In 2012, I wrote in which the Chinese life science community’s increasing engagement with global research and policy discussions was used to demonstrate a new era of North-South collaborations in identifying and responding to risks. In 2021, as China tries to stall WHO’s investigation on COVID-19’s origins, one may lament that, perhaps ‘cosmopolitan science’ is too fragile a project and is easily trumped by national interest. But transnational scientific endeavours are always something to be deliberated and ministered to rather than to be taken for granted. The Chinese government and its life science community has long wrestled with what I call a ‘cosmopolitan anxiety’ which is simultaneously a yearning for international recognition as a partner (not just a labourer or material provider), and a constant anguish over being misunderstood or worse, being alienated from cosmopolitan endeavours. The COVID-19 research is but its latest example.
For the Chinese government, perhaps not surprisingly, the COVID agenda is not on science advancement per se, but on political stability at home and influence abroad. On the one hand, Chinese authorities have been pushing hard on ’mask diplomacy’ and ‘vaccine diplomacy’ as attempts to maintain its global stature. On the other hand, as early as April 2020, only a month after the WHO declared COVID-19 a pandemic, China established censorship rules over domestic COVID-19 research, with origin studies at the centre of ministerial level scrutiny to curb the ‘China virus’ narrative.
In comparison, Chinese scientific communities have been more open with global exchange. As I argued before, a true indicator for the cosmopolitanization of science is bottom-up successes in sustaining transnational networks of research and policy exchanges despite institutional constraints. This is echoed in the COVID outbreak. During the first 3 months of the pandemic, more than 60% of the research papers were contributed by Chinese labs. When compared with the 2003 SARS epidemic, within the first four months of the current pandemic, Chinese scientists already published 6.6 times more on COVID than they did on SARS in 2003. While many Chinese scientists I knew still frown at the government’s censorship over COVID studies, growing Western media interests over whether the virus was leaked from the Wuhan Institute for Virology also make them anxious and nudge them towards thinking if the government’s approach was after all ‘justifiable’: If wrongdoings were found, would Chinese science as a whole be branded again as the reckless ‘Wild East’ and condemned with eternal suspicion? For many Chinese scientists, such blanket denunciation from the West and the costly repercussions were too fresh a memory.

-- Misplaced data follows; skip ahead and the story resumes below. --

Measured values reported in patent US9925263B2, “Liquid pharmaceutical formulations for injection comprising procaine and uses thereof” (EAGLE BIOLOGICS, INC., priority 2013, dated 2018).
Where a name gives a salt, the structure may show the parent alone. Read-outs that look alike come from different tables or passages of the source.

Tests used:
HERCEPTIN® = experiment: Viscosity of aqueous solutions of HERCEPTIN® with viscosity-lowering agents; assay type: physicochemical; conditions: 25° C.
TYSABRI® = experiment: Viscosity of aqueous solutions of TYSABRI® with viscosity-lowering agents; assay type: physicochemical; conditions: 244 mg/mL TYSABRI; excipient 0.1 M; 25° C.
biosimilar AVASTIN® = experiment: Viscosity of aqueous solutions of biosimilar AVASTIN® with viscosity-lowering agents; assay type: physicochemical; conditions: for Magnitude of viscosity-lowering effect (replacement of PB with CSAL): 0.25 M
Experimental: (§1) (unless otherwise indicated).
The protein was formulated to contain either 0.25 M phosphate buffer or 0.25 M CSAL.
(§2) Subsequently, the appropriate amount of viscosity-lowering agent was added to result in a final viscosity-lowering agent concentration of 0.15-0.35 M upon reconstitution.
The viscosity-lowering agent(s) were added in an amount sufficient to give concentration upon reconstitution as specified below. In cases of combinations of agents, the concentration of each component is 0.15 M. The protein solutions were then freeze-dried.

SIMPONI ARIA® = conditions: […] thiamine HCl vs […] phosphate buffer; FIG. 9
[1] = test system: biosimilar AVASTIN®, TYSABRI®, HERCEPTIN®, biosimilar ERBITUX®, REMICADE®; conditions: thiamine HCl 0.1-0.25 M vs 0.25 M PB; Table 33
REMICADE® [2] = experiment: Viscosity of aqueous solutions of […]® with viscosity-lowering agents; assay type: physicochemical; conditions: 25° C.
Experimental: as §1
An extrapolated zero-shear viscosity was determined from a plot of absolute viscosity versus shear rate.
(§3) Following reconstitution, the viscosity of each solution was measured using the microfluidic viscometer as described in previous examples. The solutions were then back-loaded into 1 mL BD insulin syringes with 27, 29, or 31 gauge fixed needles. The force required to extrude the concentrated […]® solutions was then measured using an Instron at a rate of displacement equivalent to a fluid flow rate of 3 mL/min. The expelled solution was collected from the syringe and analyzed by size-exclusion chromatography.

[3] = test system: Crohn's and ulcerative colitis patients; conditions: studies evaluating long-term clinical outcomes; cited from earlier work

While the findings from the origin studies will contribute to a range of areas such as virology, epidemiology, veterinary medicine, biosafety and biosecurity, perhaps there is another set of questions that we should be anxious about: Will the eventual outcome of the origin study give the Chinese government confidence to loosen its grip on disciplining scientific enquiries or will it re-affirm the government’s belief that censorship is the shortcut to political stability? Will it further encourage the Chinese scientific community’s self-perception as a partner in global search for scientific solutions and in minimising future risks, or will it make Chinese scientists feel they are trapped in a stereotype or worse, alienated? Given that 49 out of the world’s 50 fastest-rising science institutions are based in China, the stakes in the answers to these questions is also great for global science.
Joy Y. Zhang is Reader in Sociology at the University of Kent. Originally trained as a surgeon, she takes on an interdisciplinary approach and investigates the transnational governance of scientific uncertainty. Her work has fed into the policy making of the Royal Society in the UK, China’s Ministry of Health and Ministry of Science and Technology. She is working on her third book which examines how India’s and China’s respective rise in the life sciences demand a de-colonised approach to global governance.